Communications Work Captures National Awards
Eat Wisconsin Fish Campaign and 2012-14 Biennial Report Effectively Speak to Mission, and Audiences, and Impress Judges

Yael Gen's design was called bright, eye-catching, crisp and appealing.

Credit: Yael Gen/Wisconsin Sea Grant

Marie Zhuikov's photograph set along the Lake Superior shoreline graces the cover of this award-winning report.

Credit: Marie Zhuikov/Wisconsin Sea Grant

June 11, 2016

Two Wisconsin Sea Grant communications projects recently won national awards.

“I’m gratified our work on behalf of worthwhile Sea Grant activities, in support of our mission and tailored to our audiences, has received recognition by national peers in the field of communications,” said Moira Harrington, assistant director for communications.

The Eat Wisconsin Fish campaign won a Grand Award. The judges wrote: “Bright. Eye-catching. Crisp. Appealing. All adjectives apply to this well-thought-out campaign, which has the chief virtue of a very clear focus on a single, simple message, employing a wide range of print, electronic and social media to deliver said message. An impressive effort.”

The 2015 APEX award competition drew 1,900 entrants. APEX is run by Communications Concepts Inc., which advises publishing, PR and marketing professionals on best practices to improve their publications and communications programs.

The campaign was created by Graphic Designer Yael Gen, and on behalf of a team of outreach specialists—Jane Harrison, Kathy Kline and Titus Seilheimer. They are addressing the fact that more than 90 percent of the seafood eaten by Americans is imported from other countries. Through this Sea Grant marketing and public relations effort, the goal is to move consumers to choose healthy, local fish for their dinner tables.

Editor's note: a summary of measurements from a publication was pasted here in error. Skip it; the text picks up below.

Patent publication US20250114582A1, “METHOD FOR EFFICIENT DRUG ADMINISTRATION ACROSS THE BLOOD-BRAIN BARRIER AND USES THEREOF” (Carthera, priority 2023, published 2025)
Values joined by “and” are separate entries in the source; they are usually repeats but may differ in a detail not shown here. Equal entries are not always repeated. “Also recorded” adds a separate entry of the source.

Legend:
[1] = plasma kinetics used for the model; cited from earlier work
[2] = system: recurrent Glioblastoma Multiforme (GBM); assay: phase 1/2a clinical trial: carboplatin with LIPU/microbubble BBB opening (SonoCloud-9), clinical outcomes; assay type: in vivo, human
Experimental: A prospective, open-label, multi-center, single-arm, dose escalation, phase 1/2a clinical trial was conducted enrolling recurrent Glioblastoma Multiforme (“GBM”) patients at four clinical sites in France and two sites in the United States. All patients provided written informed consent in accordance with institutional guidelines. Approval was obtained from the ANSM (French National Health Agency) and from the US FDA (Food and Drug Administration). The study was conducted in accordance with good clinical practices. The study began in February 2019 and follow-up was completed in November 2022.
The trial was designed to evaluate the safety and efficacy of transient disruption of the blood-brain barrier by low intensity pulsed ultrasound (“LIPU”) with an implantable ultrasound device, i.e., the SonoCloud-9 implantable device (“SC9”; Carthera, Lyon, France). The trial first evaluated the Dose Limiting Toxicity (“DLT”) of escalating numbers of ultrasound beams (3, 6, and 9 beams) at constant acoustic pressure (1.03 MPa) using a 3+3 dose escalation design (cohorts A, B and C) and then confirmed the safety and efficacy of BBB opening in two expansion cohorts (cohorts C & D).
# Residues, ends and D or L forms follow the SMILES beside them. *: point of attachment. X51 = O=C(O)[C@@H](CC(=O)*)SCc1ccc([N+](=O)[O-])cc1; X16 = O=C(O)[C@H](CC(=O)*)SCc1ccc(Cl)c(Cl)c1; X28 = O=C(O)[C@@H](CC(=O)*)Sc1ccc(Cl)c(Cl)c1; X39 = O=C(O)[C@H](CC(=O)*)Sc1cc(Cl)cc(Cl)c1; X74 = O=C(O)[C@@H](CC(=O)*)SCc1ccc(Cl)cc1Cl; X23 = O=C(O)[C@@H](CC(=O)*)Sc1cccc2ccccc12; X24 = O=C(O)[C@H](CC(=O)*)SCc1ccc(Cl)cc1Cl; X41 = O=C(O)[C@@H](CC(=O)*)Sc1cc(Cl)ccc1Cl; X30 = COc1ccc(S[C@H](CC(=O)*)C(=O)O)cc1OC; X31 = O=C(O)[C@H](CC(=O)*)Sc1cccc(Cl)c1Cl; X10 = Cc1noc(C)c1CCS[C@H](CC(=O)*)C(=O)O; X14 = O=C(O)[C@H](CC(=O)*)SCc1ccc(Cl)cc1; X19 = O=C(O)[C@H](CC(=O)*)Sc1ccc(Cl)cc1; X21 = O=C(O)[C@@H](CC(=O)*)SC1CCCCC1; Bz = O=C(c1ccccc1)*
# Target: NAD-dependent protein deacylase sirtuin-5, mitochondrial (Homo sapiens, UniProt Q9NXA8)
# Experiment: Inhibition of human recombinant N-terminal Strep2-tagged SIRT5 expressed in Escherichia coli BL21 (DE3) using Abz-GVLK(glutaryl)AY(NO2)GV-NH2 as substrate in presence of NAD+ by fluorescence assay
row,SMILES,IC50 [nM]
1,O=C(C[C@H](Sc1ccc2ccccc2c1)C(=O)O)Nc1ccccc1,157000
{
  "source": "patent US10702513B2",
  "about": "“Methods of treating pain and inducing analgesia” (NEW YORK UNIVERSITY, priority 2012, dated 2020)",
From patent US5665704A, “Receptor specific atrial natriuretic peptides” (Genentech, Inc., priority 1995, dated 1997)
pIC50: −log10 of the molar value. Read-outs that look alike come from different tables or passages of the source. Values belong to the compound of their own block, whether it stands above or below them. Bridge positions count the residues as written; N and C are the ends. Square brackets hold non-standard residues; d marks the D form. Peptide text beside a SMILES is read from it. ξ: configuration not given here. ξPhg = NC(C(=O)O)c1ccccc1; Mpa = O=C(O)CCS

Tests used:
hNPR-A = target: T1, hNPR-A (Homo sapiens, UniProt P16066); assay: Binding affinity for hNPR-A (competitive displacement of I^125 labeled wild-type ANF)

The campaign has included a strong logo, print elements (posters, table tents, flyers, brochure and fish case signage), other collateral (aprons and magnets) a website, two chef cook-off/public tasting events and a flight of television ads in one of Wisconsin’s markets. 

All materials are the result of more than 200 consumer surveys conducted in grocery stores in Wisconsin’s two largest cities. Two focus groups in those cities were held and shaped material development. The campaign has been ongoing for roughly one year. Subsequent tracking is planned (based on sales figures) to see what progress has been made to move consumers’ preferences and affect buying habits.

The 2012-14 Sea Grant biennial report is the second award-winner. It took a bronze in the institutional relations/publications category of the Council for Advancement and Support of Education 2015 Circle of Excellence Awards that overall attracted more than 3,000 entrants.

There were seven winners in the category and Sea Grant was one of only two programs within larger academic institutions to excel. Other winning publications were done on behalf of entire universities, such as Boston University, the University of Kansas and the University of California-Irvine.  

The judges shared these impressions of the report: “From the cover photo to the artistic representations to the high-quality science-based information and actions of Sea Grant, this book captures the mission of the Institute. The judges liked the overall design and the use of color. The photography portraits are well done and support the stories in the text on an emotional level. With an overall budget on the low side, the final product is of excellent quality, demonstrating creative use of available resources.”

Yael Gen was also the graphic designer on this project, and others who worked on the report were Moira Harrington and Elizabeth White. Marie Zhuikov and John Karl contributed photos. Zhuikov wrote two poems, about lakes Michigan and Superior, for the publication whose theme was the connection between art and science, and how the Great Lakes can inspire expression of all types. In turn, this can lead to support from all quarters for their sustainable use.